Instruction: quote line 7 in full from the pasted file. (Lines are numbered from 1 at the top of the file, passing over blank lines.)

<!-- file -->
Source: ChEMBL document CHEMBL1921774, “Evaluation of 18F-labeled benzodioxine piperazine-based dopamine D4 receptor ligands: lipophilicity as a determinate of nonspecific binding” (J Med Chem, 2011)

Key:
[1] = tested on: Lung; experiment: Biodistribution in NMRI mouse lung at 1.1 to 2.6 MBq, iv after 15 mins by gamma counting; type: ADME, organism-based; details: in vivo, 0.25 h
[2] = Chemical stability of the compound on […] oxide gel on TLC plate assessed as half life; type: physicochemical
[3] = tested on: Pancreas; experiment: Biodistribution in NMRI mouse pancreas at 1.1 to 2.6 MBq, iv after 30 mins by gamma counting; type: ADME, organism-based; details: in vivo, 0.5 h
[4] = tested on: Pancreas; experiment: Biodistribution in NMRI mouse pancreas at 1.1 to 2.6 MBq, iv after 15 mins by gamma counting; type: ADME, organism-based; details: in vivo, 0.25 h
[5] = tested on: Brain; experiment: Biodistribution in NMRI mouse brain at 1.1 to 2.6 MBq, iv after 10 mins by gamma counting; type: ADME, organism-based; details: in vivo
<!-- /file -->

[5] = tested on: Brain; experiment: Biodistribution in NMRI mouse brain at 1.1 to 2.6 MBq, iv after 10 mins by gamma counting; type: ADME, organism-based; details: in vivo